Soldiers should hear from students

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Soldiers should hear from students

When I was young, students in elementary and middle schools had to write “letters of encouragement” to soldiers, usually for the Chuseok holiday or Armed Forces Day. We also used to send care packages.

While I found it rather bothersome to write a letter to someone I didn’t know, it provided me with a chance to think about the soldiers serving the country. I had to get help from my family to write the letter, and sometimes I felt disappointed not to get a response.

While students still write letters of encouragement to soldiers, it has become very rare. The sentimental connection between citizens and soldiers must be far weaker than it was when I was young.

It is not just because of the end of letter writing. In my childhood, the military practically dominated - or ruled over - society and had a considerable presence in our daily lives.

More than four decades later, the military’s status and role in our society has changed greatly. They can never rule over people, even in our worst nightmares. They are just the professional group that provides national defense. In the lives of civilians, the military has no special presence, aside from mandatory military duty. After the country accomplished economic development and democratization, the military returned to a very normal status in Korea.

I was thinking about the status and role of the military just in time for the Chuseok holiday. I wondered if students still write letters and whether the soldiers ever actually appreciated these letters.

In Korea, the soldiers are encouraged to keep in frequent contact with their family and loved ones. Wouldn’t they feel slightly awkward receiving letters from young students they’ve never met? Or perhaps those deployed abroad in Africa or the Middle East would be happy to receive letters of encouragement from students back home.

When I was young, combat troops were deployed in Vietnam. Antiwar protests were intense at the time. Many soldiers were injured or killed during the war, and the side effects from exposure to defoliants is still a serious social problem. But people often felt envious that some made a fortune in Vietnam. In fact, sending troops to Vietnam made a great contribution to the Korean economy.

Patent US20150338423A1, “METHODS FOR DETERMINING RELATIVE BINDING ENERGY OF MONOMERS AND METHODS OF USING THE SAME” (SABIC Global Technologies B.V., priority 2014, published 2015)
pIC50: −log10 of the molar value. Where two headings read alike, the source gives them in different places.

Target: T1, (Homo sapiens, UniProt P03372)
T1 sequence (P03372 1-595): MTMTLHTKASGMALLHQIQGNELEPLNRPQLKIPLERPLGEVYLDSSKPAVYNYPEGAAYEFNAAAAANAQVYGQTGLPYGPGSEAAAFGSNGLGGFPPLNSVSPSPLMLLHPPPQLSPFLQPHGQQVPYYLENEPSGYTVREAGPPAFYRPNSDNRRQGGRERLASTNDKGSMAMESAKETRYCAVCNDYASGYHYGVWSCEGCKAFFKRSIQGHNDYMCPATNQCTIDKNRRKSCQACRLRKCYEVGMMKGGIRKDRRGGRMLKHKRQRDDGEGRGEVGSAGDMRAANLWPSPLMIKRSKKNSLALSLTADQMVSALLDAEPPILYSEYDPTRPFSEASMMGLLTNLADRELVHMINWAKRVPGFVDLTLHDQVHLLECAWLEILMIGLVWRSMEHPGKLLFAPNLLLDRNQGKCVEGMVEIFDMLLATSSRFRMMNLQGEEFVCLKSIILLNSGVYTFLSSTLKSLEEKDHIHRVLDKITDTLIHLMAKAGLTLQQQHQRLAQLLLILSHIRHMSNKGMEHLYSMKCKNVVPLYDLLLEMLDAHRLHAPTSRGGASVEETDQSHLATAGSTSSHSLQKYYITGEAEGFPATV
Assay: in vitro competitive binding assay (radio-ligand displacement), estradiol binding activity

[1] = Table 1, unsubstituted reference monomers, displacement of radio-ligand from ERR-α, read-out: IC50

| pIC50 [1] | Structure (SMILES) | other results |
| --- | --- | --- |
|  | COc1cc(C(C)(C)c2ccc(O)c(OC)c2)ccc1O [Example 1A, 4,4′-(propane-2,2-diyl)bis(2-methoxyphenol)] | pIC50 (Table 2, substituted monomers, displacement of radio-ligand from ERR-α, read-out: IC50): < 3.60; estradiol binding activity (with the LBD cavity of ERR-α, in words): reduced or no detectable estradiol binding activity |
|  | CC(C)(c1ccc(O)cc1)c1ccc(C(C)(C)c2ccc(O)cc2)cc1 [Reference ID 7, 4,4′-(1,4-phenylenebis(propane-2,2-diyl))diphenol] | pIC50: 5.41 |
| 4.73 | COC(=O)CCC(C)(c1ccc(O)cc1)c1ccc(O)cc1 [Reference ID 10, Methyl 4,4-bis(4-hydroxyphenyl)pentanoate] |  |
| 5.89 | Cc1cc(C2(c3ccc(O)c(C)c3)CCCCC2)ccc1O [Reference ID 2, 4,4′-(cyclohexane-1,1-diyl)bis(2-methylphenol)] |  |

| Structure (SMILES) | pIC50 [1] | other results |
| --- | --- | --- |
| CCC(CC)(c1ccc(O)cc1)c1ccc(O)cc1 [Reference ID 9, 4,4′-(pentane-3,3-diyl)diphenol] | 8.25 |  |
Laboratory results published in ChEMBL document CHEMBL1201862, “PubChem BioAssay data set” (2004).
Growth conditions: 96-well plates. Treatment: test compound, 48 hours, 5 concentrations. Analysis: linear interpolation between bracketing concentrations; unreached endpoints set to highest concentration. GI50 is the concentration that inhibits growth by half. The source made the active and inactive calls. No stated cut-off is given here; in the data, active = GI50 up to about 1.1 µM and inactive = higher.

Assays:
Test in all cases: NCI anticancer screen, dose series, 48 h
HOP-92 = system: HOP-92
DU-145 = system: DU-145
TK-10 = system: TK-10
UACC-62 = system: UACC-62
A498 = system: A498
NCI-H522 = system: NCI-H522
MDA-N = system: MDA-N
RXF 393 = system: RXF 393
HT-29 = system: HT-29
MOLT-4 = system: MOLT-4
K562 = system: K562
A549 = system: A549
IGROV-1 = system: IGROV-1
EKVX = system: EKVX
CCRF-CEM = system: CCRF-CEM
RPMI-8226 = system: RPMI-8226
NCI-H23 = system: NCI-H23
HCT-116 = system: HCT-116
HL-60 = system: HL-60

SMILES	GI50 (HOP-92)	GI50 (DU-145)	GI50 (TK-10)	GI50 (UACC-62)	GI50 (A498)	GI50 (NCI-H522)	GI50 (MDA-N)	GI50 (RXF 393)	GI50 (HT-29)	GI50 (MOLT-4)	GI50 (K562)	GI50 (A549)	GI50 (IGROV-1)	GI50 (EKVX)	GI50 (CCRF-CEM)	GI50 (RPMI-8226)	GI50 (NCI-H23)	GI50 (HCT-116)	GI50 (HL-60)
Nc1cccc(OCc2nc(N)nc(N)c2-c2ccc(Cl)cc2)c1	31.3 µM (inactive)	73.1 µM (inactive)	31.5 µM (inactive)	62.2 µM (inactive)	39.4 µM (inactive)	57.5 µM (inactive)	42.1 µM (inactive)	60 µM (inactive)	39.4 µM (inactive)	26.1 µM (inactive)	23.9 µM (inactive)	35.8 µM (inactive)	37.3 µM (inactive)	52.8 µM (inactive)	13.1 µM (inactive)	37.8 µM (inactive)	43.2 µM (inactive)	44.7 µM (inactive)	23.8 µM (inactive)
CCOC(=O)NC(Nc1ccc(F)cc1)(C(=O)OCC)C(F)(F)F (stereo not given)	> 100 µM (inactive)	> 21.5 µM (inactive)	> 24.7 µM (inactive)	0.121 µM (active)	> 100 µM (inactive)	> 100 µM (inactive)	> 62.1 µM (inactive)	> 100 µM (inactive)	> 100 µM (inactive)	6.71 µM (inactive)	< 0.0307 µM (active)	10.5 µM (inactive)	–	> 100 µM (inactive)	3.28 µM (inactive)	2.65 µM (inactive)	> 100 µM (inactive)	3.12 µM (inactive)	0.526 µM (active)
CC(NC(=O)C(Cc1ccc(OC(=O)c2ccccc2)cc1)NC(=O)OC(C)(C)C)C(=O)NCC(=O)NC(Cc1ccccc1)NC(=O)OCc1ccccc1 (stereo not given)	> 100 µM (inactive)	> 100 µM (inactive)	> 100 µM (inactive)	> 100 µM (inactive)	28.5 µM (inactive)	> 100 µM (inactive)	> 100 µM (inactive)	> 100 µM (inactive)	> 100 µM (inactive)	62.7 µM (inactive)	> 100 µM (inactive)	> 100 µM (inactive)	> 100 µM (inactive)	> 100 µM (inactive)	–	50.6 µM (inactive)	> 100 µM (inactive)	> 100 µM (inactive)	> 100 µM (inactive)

The overseas deployment of Republic of Korea (ROK) troops resumed in 1991, when Korea joined the United Nations. ROK forces became a part of UN peacekeeping operations and multinational forces in the Gulf War, the Iraq war and the conflicts in Afghanistan. Aside from the Cheonghae division, which battles Somali pirates, most of the units focus on civilian operations and serving the locals. The Akh Unit, deployed to the United Arab Emirates, is assisting in training the UAE forces.

Peacekeeping operations are mostly in faraway countries like Somalia, Angola, East Timor, Haiti, Lebanon and Sudan. Korean soldiers overcome harsh environments and provide devoted service to the locals, enhancing the reputation of Korea. In Afghanistan and Iraq, ROK forces are known for their passionate service, helping the local residents despite dangerous circumstances.

Two months ago, I visited Korea’s deployed units in the Middle East, including the Combined Maritime Forces in Bahrain (where the Cheonghae Unit belongs), the International Security Assistance Force in Afghanistan and Bagram Airfield.

When I visited the Akh Unit stationing in Al Ain, in the middle of the UAE desert, it was in 52 degree Celsius (126 degree Fahrenheit) heat, with harsh sand storms. There, the ROK Forces had gained the utmost respect and honor as one of the most advanced militaries in the world.

If elementary school students send letters of encouragement to soldiers deployed abroad, they will surely get responses. Unlike myself in my youth, the students of today would have many questions, and they will receive interesting answers, too.

Will the students blame me if I ask their teachers to give them the assignment of writing letters to the soldiers?

*The author is an editorial writer of the JoongAng Ilbo.

by Kang Young-jin
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